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Stereotypical hand wringing

MedGen UID:
646835
Concept ID:
C0562479
Finding
Synonym: Hand-wringing
SNOMED CT: Repetitive hand wringing (41996009)
 
HPO: HP:0012171

Definition

Habitual clasping and wringing of the hands in the middle of the body, similar to a hand-washing movement. [from HPO]

Term Hierarchy

CClinical test,  RResearch test,  OOMIM,  GGeneReviews,  VClinVar  
  • Stereotypical hand wringing

Conditions with this feature

Rett syndrome
MedGen UID:
48441
Concept ID:
C0035372
Disease or Syndrome
The spectrum of MECP2-related phenotypes in females ranges from classic Rett syndrome to variant Rett syndrome with a broader clinical phenotype (either milder or more severe than classic Rett syndrome) to mild learning disabilities; the spectrum in males ranges from severe neonatal encephalopathy to pyramidal signs, parkinsonism, and macroorchidism (PPM-X) syndrome to severe syndromic/nonsyndromic intellectual disability. Females: Classic Rett syndrome, a progressive neurodevelopmental disorder primarily affecting girls, is characterized by apparently normal psychomotor development during the first six to 18 months of life, followed by a short period of developmental stagnation, then rapid regression in language and motor skills, followed by long-term stability. During the phase of rapid regression, repetitive, stereotypic hand movements replace purposeful hand use. Additional findings include fits of screaming and inconsolable crying, autistic features, panic-like attacks, bruxism, episodic apnea and/or hyperpnea, gait ataxia and apraxia, tremors, seizures, and acquired microcephaly. Males: Severe neonatal-onset encephalopathy, the most common phenotype in affected males, is characterized by a relentless clinical course that follows a metabolic-degenerative type of pattern, abnormal tone, involuntary movements, severe seizures, and breathing abnormalities. Death often occurs before age two years.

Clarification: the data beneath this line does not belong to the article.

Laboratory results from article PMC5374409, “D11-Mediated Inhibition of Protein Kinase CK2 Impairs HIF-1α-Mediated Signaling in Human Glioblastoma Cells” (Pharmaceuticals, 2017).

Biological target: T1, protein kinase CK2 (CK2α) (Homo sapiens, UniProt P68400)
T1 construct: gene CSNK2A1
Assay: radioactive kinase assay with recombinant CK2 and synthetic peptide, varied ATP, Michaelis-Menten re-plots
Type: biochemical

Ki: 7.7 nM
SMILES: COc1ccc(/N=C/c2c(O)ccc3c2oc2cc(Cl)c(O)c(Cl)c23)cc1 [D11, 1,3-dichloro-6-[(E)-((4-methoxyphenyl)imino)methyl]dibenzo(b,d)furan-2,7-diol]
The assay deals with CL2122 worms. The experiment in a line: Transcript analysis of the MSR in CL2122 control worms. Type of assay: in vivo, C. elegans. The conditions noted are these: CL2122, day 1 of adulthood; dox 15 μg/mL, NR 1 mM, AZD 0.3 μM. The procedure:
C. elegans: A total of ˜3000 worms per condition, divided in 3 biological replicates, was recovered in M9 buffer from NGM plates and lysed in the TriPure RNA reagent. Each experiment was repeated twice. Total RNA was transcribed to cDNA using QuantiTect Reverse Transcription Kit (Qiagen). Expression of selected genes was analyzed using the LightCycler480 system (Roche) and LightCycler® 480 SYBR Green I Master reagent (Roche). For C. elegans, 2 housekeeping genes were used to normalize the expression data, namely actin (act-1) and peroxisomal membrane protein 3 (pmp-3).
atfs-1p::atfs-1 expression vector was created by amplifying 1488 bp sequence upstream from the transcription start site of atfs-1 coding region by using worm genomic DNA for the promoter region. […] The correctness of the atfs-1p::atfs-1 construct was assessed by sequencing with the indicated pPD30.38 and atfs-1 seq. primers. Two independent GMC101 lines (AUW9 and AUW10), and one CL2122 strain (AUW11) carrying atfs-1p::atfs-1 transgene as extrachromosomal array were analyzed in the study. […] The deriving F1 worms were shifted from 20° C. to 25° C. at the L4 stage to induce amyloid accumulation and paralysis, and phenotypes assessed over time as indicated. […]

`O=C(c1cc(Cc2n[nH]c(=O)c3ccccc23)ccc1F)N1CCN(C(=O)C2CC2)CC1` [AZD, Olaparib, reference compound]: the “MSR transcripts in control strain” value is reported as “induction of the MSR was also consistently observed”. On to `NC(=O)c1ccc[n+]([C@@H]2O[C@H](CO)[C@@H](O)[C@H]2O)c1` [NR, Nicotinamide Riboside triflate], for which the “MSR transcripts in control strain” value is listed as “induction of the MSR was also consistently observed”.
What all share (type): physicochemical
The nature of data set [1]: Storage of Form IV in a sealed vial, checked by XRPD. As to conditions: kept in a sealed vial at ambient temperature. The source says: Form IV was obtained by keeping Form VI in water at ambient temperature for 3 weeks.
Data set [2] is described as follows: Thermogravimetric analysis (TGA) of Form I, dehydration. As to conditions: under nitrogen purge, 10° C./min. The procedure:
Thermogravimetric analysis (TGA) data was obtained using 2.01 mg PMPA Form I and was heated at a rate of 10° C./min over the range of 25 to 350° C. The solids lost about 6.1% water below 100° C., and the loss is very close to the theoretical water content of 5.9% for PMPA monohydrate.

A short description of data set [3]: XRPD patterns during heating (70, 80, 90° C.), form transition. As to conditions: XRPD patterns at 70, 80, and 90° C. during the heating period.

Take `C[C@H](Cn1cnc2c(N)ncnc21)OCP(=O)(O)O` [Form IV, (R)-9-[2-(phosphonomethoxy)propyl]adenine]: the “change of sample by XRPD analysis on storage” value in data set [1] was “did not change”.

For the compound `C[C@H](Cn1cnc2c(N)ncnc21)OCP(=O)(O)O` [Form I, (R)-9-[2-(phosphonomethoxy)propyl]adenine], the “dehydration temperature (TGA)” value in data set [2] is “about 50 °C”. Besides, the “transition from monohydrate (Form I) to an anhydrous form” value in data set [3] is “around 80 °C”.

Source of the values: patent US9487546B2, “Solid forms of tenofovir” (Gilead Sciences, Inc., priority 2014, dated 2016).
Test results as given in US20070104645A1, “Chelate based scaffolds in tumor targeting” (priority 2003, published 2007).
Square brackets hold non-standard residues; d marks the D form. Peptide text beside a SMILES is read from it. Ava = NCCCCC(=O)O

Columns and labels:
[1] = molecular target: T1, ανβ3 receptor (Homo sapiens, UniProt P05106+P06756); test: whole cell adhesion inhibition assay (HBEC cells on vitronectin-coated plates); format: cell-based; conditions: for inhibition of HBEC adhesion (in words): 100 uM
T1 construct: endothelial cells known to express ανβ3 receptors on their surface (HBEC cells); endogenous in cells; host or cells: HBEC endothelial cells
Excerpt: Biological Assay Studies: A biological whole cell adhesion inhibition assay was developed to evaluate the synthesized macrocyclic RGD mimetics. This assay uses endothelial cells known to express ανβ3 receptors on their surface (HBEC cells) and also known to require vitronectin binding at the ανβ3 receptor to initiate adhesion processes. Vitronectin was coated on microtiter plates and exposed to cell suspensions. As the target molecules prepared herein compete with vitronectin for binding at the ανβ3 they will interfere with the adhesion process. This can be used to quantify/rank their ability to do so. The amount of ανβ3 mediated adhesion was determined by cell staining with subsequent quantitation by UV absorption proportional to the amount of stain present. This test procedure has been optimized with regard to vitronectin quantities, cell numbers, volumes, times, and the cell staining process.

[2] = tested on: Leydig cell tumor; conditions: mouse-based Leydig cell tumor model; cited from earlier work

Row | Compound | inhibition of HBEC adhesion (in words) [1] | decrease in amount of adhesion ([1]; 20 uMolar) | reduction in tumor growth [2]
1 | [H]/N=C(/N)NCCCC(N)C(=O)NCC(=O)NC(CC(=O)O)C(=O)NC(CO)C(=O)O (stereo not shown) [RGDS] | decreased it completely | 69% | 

Pettigrew syndrome
MedGen UID:
162924
Concept ID:
C0796254
Disease or Syndrome
X-linked Dandy-Walker malformation with intellectual disability, basal ganglia disease and seizures (XDIBS), or Pettigrew syndrome is a central nervous system malformation characterized by severe intellectual deficit, early hypotonia with progression to spasticity and contractures, choreoathetosis, seizures, dysmorphic face (long face with prominent forehead), and brain imaging abnormalities such as Dandy-Walker malformation, and iron deposition. (From Mondo:0010574)
CHROMOSOME 1qter DELETION SYNDROME
MedGen UID:
382926
Concept ID:
C2676727
Disease or Syndrome
MGAT2-congenital disorder of glycosylation
MedGen UID:
443956
Concept ID:
C2931008
Disease or Syndrome